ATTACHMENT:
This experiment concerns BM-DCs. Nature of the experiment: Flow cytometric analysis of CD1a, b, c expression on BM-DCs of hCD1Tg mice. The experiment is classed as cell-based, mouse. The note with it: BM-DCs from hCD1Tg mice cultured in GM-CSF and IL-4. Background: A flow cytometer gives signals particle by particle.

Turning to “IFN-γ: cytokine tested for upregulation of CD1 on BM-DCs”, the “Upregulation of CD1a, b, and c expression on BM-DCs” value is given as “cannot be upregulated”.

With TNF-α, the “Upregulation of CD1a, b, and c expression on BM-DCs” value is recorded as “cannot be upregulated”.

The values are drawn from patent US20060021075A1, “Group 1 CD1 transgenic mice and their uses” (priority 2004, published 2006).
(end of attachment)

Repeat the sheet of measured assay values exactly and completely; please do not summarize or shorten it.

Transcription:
This experiment concerns BM-DCs. Nature of the experiment: Flow cytometric analysis of CD1a, b, c expression on BM-DCs of hCD1Tg mice. The experiment is classed as cell-based, mouse. The note with it: BM-DCs from hCD1Tg mice cultured in GM-CSF and IL-4. Background: A flow cytometer gives signals particle by particle.

Turning to “IFN-γ: cytokine tested for upregulation of CD1 on BM-DCs”, the “Upregulation of CD1a, b, and c expression on BM-DCs” value is given as “cannot be upregulated”.

With TNF-α, the “Upregulation of CD1a, b, and c expression on BM-DCs” value is recorded as “cannot be upregulated”.

The values are drawn from patent US20060021075A1, “Group 1 CD1 transgenic mice and their uses” (priority 2004, published 2006).